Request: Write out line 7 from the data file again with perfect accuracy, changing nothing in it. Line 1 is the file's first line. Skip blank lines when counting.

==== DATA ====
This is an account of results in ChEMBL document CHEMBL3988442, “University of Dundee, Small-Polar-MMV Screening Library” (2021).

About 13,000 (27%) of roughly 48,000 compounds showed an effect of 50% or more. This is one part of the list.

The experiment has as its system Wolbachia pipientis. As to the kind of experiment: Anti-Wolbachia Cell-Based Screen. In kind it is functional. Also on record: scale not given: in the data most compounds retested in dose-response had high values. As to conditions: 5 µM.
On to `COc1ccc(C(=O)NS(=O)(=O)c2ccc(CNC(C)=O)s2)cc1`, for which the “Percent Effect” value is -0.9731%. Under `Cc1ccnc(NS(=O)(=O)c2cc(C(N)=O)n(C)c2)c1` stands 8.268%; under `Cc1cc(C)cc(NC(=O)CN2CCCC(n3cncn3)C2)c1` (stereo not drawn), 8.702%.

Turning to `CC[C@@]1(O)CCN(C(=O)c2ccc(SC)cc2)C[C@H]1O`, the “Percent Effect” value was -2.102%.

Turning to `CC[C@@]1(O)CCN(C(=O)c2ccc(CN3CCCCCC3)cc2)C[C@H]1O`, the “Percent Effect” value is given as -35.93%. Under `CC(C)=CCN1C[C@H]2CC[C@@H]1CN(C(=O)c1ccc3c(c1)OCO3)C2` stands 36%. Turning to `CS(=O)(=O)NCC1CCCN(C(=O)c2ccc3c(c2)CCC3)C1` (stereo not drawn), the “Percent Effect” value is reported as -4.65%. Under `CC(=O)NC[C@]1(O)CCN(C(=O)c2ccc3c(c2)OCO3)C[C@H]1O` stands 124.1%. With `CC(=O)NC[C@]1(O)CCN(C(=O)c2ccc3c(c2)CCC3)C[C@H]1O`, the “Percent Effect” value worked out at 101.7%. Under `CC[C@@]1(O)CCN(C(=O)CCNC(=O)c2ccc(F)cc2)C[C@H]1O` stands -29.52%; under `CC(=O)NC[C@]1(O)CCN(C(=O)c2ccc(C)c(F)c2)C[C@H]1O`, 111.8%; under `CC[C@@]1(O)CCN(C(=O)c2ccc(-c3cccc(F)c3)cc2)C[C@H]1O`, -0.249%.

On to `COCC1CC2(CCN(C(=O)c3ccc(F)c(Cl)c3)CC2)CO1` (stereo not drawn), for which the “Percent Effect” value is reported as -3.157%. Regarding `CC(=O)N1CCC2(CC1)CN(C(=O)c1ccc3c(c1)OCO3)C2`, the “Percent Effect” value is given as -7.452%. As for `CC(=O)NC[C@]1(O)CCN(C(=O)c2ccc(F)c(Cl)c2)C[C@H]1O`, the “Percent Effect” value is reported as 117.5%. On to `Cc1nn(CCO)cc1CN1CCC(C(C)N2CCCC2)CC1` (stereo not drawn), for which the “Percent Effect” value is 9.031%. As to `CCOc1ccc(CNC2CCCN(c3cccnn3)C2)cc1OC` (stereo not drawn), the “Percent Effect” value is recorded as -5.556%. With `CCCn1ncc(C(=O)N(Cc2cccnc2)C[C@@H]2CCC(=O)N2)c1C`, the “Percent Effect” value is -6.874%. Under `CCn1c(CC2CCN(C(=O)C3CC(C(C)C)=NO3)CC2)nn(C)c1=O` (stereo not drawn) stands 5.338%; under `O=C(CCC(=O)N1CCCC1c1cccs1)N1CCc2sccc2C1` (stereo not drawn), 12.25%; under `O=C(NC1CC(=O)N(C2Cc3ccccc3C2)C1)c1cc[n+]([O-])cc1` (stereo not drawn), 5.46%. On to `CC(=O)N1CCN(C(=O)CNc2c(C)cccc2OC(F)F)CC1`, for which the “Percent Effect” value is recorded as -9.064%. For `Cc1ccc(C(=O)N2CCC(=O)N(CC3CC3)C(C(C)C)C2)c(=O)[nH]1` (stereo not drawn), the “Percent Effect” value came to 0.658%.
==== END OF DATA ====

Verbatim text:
On to `COCC1CC2(CCN(C(=O)c3ccc(F)c(Cl)c3)CC2)CO1` (stereo not drawn), for which the “Percent Effect” value is reported as -3.157%. Regarding `CC(=O)N1CCC2(CC1)CN(C(=O)c1ccc3c(c1)OCO3)C2`, the “Percent Effect” value is given as -7.452%. As for `CC(=O)NC[C@]1(O)CCN(C(=O)c2ccc(F)c(Cl)c2)C[C@H]1O`, the “Percent Effect” value is reported as 117.5%. On to `Cc1nn(CCO)cc1CN1CCC(C(C)N2CCCC2)CC1` (stereo not drawn), for which the “Percent Effect” value is 9.031%. As to `CCOc1ccc(CNC2CCCN(c3cccnn3)C2)cc1OC` (stereo not drawn), the “Percent Effect” value is recorded as -5.556%. With `CCCn1ncc(C(=O)N(Cc2cccnc2)C[C@@H]2CCC(=O)N2)c1C`, the “Percent Effect” value is -6.874%. Under `CCn1c(CC2CCN(C(=O)C3CC(C(C)C)=NO3)CC2)nn(C)c1=O` (stereo not drawn) stands 5.338%; under `O=C(CCC(=O)N1CCCC1c1cccs1)N1CCc2sccc2C1` (stereo not drawn), 12.25%; under `O=C(NC1CC(=O)N(C2Cc3ccccc3C2)C1)c1cc[n+]([O-])cc1` (stereo not drawn), 5.46%. On to `CC(=O)N1CCN(C(=O)CNc2c(C)cccc2OC(F)F)CC1`, for which the “Percent Effect” value is recorded as -9.064%. For `Cc1ccc(C(=O)N2CCC(=O)N(CC3CC3)C(C(C)C)C2)c(=O)[nH]1` (stereo not drawn), the “Percent Effect” value came to 0.658%.